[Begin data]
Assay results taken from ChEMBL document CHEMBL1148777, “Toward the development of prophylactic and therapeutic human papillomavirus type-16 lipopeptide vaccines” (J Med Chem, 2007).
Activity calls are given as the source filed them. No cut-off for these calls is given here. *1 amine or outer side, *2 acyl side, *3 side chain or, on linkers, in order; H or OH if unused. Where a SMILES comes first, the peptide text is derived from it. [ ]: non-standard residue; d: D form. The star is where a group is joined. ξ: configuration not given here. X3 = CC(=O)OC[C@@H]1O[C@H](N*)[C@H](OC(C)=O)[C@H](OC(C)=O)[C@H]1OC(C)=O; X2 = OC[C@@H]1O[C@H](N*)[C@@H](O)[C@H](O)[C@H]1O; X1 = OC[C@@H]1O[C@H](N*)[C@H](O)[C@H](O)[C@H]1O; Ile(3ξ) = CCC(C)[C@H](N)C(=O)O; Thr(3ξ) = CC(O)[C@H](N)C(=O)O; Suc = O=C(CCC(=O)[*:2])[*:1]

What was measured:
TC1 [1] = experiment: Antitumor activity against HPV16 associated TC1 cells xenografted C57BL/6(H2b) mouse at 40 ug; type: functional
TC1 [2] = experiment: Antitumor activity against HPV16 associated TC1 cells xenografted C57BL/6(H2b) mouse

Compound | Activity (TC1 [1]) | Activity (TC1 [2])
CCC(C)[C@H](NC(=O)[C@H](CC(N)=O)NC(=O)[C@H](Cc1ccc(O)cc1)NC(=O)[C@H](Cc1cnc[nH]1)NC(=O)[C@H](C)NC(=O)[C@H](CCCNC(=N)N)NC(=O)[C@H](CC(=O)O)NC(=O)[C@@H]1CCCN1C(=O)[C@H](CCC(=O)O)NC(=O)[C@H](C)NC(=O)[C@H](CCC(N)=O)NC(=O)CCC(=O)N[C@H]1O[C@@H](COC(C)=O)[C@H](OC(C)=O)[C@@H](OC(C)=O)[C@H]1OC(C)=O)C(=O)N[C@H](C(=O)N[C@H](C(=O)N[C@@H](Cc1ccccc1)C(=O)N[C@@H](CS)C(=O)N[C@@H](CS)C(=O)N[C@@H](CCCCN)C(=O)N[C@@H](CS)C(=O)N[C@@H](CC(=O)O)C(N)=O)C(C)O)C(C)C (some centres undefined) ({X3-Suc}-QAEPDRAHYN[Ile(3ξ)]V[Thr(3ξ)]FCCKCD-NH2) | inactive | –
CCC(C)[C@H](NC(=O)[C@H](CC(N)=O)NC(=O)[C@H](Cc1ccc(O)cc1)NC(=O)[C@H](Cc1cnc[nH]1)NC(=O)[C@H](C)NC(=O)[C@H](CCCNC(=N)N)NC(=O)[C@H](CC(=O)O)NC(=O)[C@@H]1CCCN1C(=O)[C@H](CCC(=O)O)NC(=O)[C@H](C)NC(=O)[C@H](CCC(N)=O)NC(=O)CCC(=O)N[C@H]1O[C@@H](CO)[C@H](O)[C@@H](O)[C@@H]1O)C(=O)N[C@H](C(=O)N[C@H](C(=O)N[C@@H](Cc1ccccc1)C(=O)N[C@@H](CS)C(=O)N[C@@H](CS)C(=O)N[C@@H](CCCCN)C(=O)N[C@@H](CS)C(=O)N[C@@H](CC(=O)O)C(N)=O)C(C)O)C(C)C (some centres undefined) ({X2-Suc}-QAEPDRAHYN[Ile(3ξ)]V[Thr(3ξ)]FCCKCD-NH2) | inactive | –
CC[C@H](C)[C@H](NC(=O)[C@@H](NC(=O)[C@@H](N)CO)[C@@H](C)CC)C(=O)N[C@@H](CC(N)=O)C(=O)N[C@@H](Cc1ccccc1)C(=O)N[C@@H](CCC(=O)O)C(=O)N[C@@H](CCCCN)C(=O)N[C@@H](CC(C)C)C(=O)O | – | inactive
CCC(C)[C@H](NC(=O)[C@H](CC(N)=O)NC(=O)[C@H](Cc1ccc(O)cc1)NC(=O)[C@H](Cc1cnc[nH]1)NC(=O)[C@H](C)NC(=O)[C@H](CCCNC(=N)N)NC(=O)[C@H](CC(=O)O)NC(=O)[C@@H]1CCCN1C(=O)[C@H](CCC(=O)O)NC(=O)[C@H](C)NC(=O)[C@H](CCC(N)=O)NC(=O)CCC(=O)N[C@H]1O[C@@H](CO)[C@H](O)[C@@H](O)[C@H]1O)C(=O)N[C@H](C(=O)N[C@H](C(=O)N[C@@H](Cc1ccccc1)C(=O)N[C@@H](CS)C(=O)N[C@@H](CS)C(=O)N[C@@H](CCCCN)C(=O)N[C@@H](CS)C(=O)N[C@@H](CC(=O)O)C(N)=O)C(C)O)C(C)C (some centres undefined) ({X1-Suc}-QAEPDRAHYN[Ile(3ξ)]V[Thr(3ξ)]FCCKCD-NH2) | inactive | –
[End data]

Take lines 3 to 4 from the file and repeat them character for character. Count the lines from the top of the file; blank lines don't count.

What was measured:
TC1 [1] = experiment: Antitumor activity against HPV16 associated TC1 cells xenografted C57BL/6(H2b) mouse at 40 ug; type: functional